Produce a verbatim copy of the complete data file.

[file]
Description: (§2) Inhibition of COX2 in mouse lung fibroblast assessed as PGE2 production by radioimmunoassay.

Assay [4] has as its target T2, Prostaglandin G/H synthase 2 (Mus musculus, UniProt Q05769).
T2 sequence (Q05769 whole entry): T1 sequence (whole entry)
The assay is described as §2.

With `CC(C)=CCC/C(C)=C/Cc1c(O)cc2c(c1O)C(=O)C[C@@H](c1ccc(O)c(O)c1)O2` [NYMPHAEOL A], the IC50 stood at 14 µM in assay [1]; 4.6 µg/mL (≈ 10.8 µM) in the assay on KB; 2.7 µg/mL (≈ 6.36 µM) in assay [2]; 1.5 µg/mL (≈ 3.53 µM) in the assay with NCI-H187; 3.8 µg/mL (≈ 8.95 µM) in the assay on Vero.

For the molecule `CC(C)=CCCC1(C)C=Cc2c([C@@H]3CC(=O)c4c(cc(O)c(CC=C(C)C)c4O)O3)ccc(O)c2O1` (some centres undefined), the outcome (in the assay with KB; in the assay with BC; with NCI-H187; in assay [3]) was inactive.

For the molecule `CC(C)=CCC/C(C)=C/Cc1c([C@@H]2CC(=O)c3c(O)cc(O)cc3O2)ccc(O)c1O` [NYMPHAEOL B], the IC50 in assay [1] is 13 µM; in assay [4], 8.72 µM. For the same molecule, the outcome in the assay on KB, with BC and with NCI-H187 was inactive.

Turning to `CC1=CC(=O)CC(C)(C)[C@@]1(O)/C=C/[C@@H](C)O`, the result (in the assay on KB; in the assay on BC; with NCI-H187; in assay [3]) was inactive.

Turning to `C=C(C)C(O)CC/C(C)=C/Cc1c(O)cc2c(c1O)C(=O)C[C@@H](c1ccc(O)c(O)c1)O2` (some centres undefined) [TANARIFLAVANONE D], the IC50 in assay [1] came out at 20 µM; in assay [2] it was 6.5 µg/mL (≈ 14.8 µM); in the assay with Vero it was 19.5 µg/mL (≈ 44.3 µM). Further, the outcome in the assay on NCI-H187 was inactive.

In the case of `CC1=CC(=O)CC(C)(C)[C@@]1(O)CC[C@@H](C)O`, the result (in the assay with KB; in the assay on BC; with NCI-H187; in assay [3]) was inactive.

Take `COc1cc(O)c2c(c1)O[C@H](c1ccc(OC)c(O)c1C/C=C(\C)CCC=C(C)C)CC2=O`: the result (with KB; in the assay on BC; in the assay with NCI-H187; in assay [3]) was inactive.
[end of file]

Description: (§2) Inhibition of COX2 in mouse lung fibroblast assessed as PGE2 production by radioimmunoassay.

Assay [4] has as its target T2, Prostaglandin G/H synthase 2 (Mus musculus, UniProt Q05769).
T2 sequence (Q05769 whole entry): T1 sequence (whole entry)
The assay is described as §2.

With `CC(C)=CCC/C(C)=C/Cc1c(O)cc2c(c1O)C(=O)C[C@@H](c1ccc(O)c(O)c1)O2` [NYMPHAEOL A], the IC50 stood at 14 µM in assay [1]; 4.6 µg/mL (≈ 10.8 µM) in the assay on KB; 2.7 µg/mL (≈ 6.36 µM) in assay [2]; 1.5 µg/mL (≈ 3.53 µM) in the assay with NCI-H187; 3.8 µg/mL (≈ 8.95 µM) in the assay on Vero.

For the molecule `CC(C)=CCCC1(C)C=Cc2c([C@@H]3CC(=O)c4c(cc(O)c(CC=C(C)C)c4O)O3)ccc(O)c2O1` (some centres undefined), the outcome (in the assay with KB; in the assay with BC; with NCI-H187; in assay [3]) was inactive.

For the molecule `CC(C)=CCC/C(C)=C/Cc1c([C@@H]2CC(=O)c3c(O)cc(O)cc3O2)ccc(O)c1O` [NYMPHAEOL B], the IC50 in assay [1] is 13 µM; in assay [4], 8.72 µM. For the same molecule, the outcome in the assay on KB, with BC and with NCI-H187 was inactive.

Turning to `CC1=CC(=O)CC(C)(C)[C@@]1(O)/C=C/[C@@H](C)O`, the result (in the assay on KB; in the assay on BC; with NCI-H187; in assay [3]) was inactive.

Turning to `C=C(C)C(O)CC/C(C)=C/Cc1c(O)cc2c(c1O)C(=O)C[C@@H](c1ccc(O)c(O)c1)O2` (some centres undefined) [TANARIFLAVANONE D], the IC50 in assay [1] came out at 20 µM; in assay [2] it was 6.5 µg/mL (≈ 14.8 µM); in the assay with Vero it was 19.5 µg/mL (≈ 44.3 µM). Further, the outcome in the assay on NCI-H187 was inactive.

In the case of `CC1=CC(=O)CC(C)(C)[C@@]1(O)CC[C@@H](C)O`, the result (in the assay with KB; in the assay on BC; with NCI-H187; in assay [3]) was inactive.

Take `COc1cc(O)c2c(c1)O[C@H](c1ccc(OC)c(O)c1C/C=C(\C)CCC=C(C)C)CC2=O`: the result (with KB; in the assay on BC; in the assay with NCI-H187; in assay [3]) was inactive.